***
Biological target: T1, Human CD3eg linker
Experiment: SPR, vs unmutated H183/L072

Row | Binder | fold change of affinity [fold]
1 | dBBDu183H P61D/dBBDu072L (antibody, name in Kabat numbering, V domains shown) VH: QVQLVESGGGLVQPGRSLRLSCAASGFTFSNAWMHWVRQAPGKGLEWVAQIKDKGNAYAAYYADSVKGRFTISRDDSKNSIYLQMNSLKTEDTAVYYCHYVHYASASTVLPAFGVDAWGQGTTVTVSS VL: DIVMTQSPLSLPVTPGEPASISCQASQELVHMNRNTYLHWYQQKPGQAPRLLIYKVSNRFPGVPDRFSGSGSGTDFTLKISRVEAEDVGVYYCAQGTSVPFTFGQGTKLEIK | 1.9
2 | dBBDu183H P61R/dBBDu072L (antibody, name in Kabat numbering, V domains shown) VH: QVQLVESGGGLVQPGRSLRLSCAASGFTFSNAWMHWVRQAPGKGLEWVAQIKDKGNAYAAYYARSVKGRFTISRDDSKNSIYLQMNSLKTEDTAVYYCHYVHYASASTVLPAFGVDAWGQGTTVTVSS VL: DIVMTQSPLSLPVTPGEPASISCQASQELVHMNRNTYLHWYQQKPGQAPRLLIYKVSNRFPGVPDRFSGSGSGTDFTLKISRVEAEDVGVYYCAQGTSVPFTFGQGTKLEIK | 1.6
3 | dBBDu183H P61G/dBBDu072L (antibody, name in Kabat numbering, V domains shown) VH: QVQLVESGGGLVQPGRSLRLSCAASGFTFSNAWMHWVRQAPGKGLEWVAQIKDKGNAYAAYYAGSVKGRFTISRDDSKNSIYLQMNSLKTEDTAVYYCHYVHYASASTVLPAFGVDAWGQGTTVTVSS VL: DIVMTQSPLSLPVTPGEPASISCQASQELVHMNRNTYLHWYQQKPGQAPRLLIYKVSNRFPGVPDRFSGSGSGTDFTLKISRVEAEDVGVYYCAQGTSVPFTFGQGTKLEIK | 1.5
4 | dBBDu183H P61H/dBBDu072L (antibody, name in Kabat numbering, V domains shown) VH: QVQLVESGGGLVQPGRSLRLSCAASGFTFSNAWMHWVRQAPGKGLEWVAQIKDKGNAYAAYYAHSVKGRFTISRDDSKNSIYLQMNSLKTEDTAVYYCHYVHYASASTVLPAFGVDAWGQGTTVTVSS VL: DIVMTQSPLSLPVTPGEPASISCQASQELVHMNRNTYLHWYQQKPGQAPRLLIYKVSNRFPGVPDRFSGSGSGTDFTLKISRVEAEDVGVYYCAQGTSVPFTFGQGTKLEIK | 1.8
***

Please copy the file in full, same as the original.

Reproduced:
Biological target: T1, Human CD3eg linker
Experiment: SPR, vs unmutated H183/L072

Row | Binder | fold change of affinity [fold]
1 | dBBDu183H P61D/dBBDu072L (antibody, name in Kabat numbering, V domains shown) VH: QVQLVESGGGLVQPGRSLRLSCAASGFTFSNAWMHWVRQAPGKGLEWVAQIKDKGNAYAAYYADSVKGRFTISRDDSKNSIYLQMNSLKTEDTAVYYCHYVHYASASTVLPAFGVDAWGQGTTVTVSS VL: DIVMTQSPLSLPVTPGEPASISCQASQELVHMNRNTYLHWYQQKPGQAPRLLIYKVSNRFPGVPDRFSGSGSGTDFTLKISRVEAEDVGVYYCAQGTSVPFTFGQGTKLEIK | 1.9
2 | dBBDu183H P61R/dBBDu072L (antibody, name in Kabat numbering, V domains shown) VH: QVQLVESGGGLVQPGRSLRLSCAASGFTFSNAWMHWVRQAPGKGLEWVAQIKDKGNAYAAYYARSVKGRFTISRDDSKNSIYLQMNSLKTEDTAVYYCHYVHYASASTVLPAFGVDAWGQGTTVTVSS VL: DIVMTQSPLSLPVTPGEPASISCQASQELVHMNRNTYLHWYQQKPGQAPRLLIYKVSNRFPGVPDRFSGSGSGTDFTLKISRVEAEDVGVYYCAQGTSVPFTFGQGTKLEIK | 1.6
3 | dBBDu183H P61G/dBBDu072L (antibody, name in Kabat numbering, V domains shown) VH: QVQLVESGGGLVQPGRSLRLSCAASGFTFSNAWMHWVRQAPGKGLEWVAQIKDKGNAYAAYYAGSVKGRFTISRDDSKNSIYLQMNSLKTEDTAVYYCHYVHYASASTVLPAFGVDAWGQGTTVTVSS VL: DIVMTQSPLSLPVTPGEPASISCQASQELVHMNRNTYLHWYQQKPGQAPRLLIYKVSNRFPGVPDRFSGSGSGTDFTLKISRVEAEDVGVYYCAQGTSVPFTFGQGTKLEIK | 1.5
4 | dBBDu183H P61H/dBBDu072L (antibody, name in Kabat numbering, V domains shown) VH: QVQLVESGGGLVQPGRSLRLSCAASGFTFSNAWMHWVRQAPGKGLEWVAQIKDKGNAYAAYYAHSVKGRFTISRDDSKNSIYLQMNSLKTEDTAVYYCHYVHYASASTVLPAFGVDAWGQGTTVTVSS VL: DIVMTQSPLSLPVTPGEPASISCQASQELVHMNRNTYLHWYQQKPGQAPRLLIYKVSNRFPGVPDRFSGSGSGTDFTLKISRVEAEDVGVYYCAQGTSVPFTFGQGTKLEIK | 1.8